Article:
2001.59.17.67.1 (Film negative)
Hugh E. Richardson
Chyongye Valley Region > Chyongye
55 x 55 mm
Negative film nitrate
Donated August 2001
The executors of the estate of Hugh E. Richardson
Richardson's 1949 tour of the Yarlung and Chyongye valleys
‘High Peaks, Pure Earth’, Hugh Richardson, London, Serindia Publications, 1998 [view list of illustrations]
Manual Catalogues - Notes on negative album (outer case) - 'INSCRIPTIONS ON RDO RINGS' (in black ink on white label) and 'Inscriptions & misc.' (in black ink on yellow label) is written in Richardson's hand on the cover of the negative album. [KC 21/9/2006]
Manual Catalogues - Notes on negative index - '[KDS] 1 - [illegible]'
Manual Catalogues - Richardson's Handlist, Negative book '9' 'Drikhung, Chongye etc.' [no] 60. ' Phyong-rgyas is in a valley south of the Brahmaputra at Rtse-thang, and west of the Yarlung valley. There is a dzong on the site of a palace of the early kings called 'Phying-ba stag-rtse; and also a monastery, Ri-bo-bde-chen, of the Dge-lugs-pa sect. East of the village in a small valley are the tombs of the kings of Tibet. See Mkhyen-brtse p.130 and G. Tucci. The Tombs of the Tibetan Kings. Rome 1950.' [KC 30/5/2006]
Research publication - Hugh Richardson, High Peaks, Pure Earth , London, Serindia Publications, 1998, plate 5. "North side of the pillar (Plate 4). Sun and moon symbols are incised beneath the decorated canopy." [KC 09/11/2006]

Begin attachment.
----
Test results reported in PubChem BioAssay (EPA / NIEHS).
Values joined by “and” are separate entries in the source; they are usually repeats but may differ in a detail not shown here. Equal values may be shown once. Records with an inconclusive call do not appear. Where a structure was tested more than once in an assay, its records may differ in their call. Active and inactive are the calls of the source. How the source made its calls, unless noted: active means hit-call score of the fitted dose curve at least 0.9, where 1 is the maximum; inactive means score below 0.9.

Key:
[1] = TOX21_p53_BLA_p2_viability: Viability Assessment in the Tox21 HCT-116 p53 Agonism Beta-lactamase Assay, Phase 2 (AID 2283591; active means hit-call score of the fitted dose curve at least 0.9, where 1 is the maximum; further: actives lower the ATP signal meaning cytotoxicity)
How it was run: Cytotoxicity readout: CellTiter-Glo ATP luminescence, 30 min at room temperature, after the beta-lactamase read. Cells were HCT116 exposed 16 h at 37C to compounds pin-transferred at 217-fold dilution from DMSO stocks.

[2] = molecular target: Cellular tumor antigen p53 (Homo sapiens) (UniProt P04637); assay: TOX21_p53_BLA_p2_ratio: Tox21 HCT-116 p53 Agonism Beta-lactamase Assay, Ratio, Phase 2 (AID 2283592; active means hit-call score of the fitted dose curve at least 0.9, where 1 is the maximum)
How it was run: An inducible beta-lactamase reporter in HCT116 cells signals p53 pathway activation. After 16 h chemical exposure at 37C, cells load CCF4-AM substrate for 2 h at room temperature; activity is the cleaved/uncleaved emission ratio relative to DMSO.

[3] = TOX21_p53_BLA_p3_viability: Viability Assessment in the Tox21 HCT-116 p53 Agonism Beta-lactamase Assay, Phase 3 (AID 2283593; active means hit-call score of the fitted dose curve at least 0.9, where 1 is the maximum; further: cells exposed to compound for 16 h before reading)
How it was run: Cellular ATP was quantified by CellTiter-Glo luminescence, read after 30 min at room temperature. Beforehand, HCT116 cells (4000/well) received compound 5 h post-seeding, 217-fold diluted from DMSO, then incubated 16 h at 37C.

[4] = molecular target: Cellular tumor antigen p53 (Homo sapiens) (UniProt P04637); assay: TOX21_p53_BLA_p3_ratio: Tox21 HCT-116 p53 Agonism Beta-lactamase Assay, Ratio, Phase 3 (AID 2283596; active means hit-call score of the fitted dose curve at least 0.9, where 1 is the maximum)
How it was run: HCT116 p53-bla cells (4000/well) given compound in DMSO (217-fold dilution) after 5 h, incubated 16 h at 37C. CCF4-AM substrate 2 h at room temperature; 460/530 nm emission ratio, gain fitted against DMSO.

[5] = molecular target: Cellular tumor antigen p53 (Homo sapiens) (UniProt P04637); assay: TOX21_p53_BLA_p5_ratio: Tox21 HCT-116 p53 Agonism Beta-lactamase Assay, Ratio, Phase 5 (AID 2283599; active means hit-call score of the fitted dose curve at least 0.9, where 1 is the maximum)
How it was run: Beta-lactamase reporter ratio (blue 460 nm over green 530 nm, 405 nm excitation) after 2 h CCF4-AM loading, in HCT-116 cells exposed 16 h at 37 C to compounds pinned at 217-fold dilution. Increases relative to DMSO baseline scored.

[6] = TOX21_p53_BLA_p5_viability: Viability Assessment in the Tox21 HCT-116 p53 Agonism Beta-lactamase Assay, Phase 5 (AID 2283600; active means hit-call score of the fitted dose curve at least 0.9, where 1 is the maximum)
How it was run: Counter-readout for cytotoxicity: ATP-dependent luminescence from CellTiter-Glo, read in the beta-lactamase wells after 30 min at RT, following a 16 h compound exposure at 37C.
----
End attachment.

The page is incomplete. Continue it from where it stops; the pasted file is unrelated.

Other Information - History: Richardson wrote about the history and significance of this pillar in A Corpus of Early Tibetan Inscriptions, H.E. Richardson, James G. Forlong Series, no. xxix, London Royal Asiatic Society, 1985, pp. 84-91, ' Rdo-rings at the tomb of Khri Lde-srong-brtsan', "An impressive stone pillar bearing on its south face an inscription in commemoration of Khri Lde-srong-brtsan stands a little way from one of the great tumuli ( bang-so ) at the burial ground of the Tibetan kings near 'Phyong-rgyas. The mound was identified by a local monk who accompanied me as that of "Sad na legs". ... The lower part of the pillar was buried in the ground and only 21, rather damamaged lines were to be seen. After copying and photographing them I was able to have a narrow, sloping trench dug down to what appeared to be the end of the inscription; and in dark cramped conditions a companion and I copied separately, with difficulty, what could be made of a further twenty-five lines. The reward was tantalizingly small." See also, High Peaks, Pure Earth , H. E. Richardson, London, Serindia Publications, 1998, pp. 269-271 where he discusses his visit to the site in 1949 and subsequent interest in the pillar. "Now the Chinese authorities have had the whole pillar excavated and enclosed in a small building. ... it rests on a stone tortoise and has a carved decoration of snakes and dragons on its east face. It proves to be a monument of even more imposing dimensions than I had surmised. ... The pillar itself is said to be 5.6 metres in height and the monumnet overall from base to filial to be 7.18 metres. ... On the east and west faces dragons appear to pursue each other in a scattering of Chinese "cloud-heads" above a group of writing sepents. The cloud design also appears on the underside of the canopy together with flying apsaras or vidyadhara figures at each corner and the sun in the centre of the east side and the moon on the west. The sun and moon are also carved at the head of the inscription on the pillar itself." [KC 2/6/2006]
For Citation use:
The Tibet Album. "Tride Srongtsen's inscription pillar in the Chyongye valley " 05 Dec. 2006. The Pitt Rivers Museum. <http://tibet.prm.ox.ac.uk/photo_2001.59.17.67.1.html>.
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